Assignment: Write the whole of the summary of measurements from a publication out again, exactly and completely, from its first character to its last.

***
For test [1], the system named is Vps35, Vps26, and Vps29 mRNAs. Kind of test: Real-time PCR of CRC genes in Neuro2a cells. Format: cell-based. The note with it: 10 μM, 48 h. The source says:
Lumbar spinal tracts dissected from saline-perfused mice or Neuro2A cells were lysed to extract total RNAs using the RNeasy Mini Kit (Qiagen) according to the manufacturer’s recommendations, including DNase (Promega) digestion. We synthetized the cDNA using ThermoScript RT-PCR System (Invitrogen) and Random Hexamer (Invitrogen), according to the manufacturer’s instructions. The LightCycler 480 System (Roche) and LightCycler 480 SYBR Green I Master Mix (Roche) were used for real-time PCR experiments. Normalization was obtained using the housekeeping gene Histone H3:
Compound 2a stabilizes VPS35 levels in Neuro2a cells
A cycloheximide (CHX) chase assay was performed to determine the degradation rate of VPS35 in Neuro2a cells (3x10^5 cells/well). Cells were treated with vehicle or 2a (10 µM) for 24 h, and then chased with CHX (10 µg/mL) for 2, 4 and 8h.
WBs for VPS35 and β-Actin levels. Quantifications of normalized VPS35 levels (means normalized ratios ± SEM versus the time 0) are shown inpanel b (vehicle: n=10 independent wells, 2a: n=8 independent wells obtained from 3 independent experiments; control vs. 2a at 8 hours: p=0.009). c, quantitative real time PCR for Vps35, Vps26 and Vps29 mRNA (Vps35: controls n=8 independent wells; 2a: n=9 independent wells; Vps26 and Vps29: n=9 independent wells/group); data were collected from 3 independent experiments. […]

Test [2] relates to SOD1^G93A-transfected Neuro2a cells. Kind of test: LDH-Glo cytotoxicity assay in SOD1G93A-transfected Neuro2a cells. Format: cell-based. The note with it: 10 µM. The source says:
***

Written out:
For test [1], the system named is Vps35, Vps26, and Vps29 mRNAs. Kind of test: Real-time PCR of CRC genes in Neuro2a cells. Format: cell-based. The note with it: 10 μM, 48 h. The source says:
Lumbar spinal tracts dissected from saline-perfused mice or Neuro2A cells were lysed to extract total RNAs using the RNeasy Mini Kit (Qiagen) according to the manufacturer’s recommendations, including DNase (Promega) digestion. We synthetized the cDNA using ThermoScript RT-PCR System (Invitrogen) and Random Hexamer (Invitrogen), according to the manufacturer’s instructions. The LightCycler 480 System (Roche) and LightCycler 480 SYBR Green I Master Mix (Roche) were used for real-time PCR experiments. Normalization was obtained using the housekeeping gene Histone H3:
Compound 2a stabilizes VPS35 levels in Neuro2a cells
A cycloheximide (CHX) chase assay was performed to determine the degradation rate of VPS35 in Neuro2a cells (3x10^5 cells/well). Cells were treated with vehicle or 2a (10 µM) for 24 h, and then chased with CHX (10 µg/mL) for 2, 4 and 8h.
WBs for VPS35 and β-Actin levels. Quantifications of normalized VPS35 levels (means normalized ratios ± SEM versus the time 0) are shown inpanel b (vehicle: n=10 independent wells, 2a: n=8 independent wells obtained from 3 independent experiments; control vs. 2a at 8 hours: p=0.009). c, quantitative real time PCR for Vps35, Vps26 and Vps29 mRNA (Vps35: controls n=8 independent wells; 2a: n=9 independent wells; Vps26 and Vps29: n=9 independent wells/group); data were collected from 3 independent experiments. […]

Test [2] relates to SOD1^G93A-transfected Neuro2a cells. Kind of test: LDH-Glo cytotoxicity assay in SOD1G93A-transfected Neuro2a cells. Format: cell-based. The note with it: 10 µM. The source says: